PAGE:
A generic drug is a copy of the brand-name drug with the same dosage, safety, strength, quality, consumption method, performance, and intended use. Before generics become available on the market, the generic company must prove it has the same active ingredients as the brand-name drug and works in the same way and in the same amount of time in the body.
The only differences between generics and their brand-name counterparts is that generics are less expensive and may look slightly different (eg. different shape or color), as trademarks laws prevent a generic from looking exactly like the brand-name drug.
Generics are less expensive because generic manufacturers don't have to invest large sums of money to develop a drug. When the brand-name patent expires, generic companies can manufacture a copy of the brand-name and sell it at a substantial discount.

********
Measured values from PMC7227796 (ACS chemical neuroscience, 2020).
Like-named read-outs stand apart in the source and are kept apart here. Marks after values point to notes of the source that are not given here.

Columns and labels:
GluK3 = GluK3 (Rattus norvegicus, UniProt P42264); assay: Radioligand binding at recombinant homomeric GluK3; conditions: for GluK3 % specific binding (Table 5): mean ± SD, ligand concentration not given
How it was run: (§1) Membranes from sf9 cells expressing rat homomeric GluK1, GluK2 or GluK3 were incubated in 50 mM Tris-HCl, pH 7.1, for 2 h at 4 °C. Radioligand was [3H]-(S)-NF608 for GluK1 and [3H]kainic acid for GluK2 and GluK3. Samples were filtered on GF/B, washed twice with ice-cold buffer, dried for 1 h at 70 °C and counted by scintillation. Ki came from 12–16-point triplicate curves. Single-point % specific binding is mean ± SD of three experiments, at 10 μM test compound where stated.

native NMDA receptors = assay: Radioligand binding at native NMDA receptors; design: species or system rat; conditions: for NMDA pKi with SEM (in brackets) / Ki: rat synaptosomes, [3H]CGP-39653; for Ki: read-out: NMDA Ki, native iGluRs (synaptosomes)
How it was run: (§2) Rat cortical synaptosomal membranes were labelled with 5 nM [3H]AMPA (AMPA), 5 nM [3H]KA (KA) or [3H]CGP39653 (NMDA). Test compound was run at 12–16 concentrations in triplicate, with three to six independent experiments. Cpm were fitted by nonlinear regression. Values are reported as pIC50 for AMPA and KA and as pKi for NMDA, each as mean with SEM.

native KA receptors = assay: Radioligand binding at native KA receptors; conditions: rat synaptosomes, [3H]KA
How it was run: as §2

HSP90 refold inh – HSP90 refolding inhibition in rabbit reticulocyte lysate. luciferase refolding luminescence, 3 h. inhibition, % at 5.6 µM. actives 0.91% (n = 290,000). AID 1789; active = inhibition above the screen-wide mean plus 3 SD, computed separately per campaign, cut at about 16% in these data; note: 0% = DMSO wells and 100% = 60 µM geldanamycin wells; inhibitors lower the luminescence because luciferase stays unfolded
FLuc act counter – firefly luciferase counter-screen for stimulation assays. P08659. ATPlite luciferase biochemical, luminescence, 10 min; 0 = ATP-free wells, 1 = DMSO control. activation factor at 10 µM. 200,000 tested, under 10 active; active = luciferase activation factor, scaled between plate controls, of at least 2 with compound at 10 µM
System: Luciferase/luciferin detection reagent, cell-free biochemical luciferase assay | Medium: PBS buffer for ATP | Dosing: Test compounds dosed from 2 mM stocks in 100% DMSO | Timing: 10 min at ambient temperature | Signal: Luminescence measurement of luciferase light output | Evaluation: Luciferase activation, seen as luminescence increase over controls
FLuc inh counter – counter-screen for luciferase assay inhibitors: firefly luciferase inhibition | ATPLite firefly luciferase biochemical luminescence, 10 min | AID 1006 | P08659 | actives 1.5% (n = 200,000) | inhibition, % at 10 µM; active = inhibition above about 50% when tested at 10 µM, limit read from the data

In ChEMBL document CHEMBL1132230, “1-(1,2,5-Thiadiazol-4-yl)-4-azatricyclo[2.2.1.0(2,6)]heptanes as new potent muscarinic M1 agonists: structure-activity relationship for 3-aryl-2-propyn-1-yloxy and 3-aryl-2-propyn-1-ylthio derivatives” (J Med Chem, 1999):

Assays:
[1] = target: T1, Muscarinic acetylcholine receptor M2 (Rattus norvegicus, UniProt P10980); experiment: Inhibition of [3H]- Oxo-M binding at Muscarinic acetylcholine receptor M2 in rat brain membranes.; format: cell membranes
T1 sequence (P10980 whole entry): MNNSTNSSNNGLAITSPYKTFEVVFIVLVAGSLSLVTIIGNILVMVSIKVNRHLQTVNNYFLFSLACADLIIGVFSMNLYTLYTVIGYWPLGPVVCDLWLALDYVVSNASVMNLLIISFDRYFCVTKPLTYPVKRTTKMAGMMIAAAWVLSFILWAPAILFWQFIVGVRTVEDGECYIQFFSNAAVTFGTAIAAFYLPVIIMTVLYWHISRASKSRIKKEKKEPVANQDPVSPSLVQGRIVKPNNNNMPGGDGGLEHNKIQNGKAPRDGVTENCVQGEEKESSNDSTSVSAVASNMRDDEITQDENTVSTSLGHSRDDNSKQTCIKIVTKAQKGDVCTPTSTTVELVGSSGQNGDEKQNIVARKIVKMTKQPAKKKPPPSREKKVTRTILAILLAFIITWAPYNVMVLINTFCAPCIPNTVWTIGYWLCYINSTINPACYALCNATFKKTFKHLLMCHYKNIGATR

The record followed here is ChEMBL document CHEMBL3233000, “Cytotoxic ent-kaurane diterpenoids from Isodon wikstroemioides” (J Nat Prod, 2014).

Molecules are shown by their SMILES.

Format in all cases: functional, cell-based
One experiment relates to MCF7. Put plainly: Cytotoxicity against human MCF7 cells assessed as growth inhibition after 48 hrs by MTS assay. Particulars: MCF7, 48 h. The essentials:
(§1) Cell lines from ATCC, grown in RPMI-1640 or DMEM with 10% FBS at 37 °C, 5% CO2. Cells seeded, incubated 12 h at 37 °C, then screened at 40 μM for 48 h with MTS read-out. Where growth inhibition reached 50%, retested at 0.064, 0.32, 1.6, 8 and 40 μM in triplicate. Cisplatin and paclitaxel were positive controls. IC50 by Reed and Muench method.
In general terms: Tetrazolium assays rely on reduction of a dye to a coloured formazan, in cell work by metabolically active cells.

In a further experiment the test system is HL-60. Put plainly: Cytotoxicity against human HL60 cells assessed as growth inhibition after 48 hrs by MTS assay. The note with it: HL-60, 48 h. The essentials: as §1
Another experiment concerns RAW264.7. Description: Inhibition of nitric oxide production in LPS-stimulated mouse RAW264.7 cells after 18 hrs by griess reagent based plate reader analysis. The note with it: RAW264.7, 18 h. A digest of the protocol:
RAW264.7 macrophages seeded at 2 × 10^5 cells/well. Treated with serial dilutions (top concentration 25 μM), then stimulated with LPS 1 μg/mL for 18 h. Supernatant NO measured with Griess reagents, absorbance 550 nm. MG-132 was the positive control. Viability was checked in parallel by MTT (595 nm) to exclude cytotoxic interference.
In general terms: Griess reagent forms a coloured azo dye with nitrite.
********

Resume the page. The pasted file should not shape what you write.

It is used to prevent premature ovulation in women undergoing ovarian stimulation as part of fertility treatment. It blocks the effects of gonadotropin-releasing hormone (GnRH). GnRH controls the secretion of another hormone, called luteinizing hormone (LH), a hormone that starts ovulation (release of an egg) during the menstrual cycle. Ganirelix allows the release of an egg to be controlled so it is released at the best time for pregnancy to occur.